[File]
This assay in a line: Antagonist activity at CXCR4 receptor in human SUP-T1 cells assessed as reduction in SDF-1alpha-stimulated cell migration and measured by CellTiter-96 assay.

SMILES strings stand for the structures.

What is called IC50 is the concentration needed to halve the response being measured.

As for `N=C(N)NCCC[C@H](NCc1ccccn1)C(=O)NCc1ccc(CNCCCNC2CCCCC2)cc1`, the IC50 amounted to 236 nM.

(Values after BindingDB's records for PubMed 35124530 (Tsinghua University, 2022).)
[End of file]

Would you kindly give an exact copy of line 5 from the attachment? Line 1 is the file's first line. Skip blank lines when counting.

(Values after BindingDB's records for PubMed 35124530 (Tsinghua University, 2022).)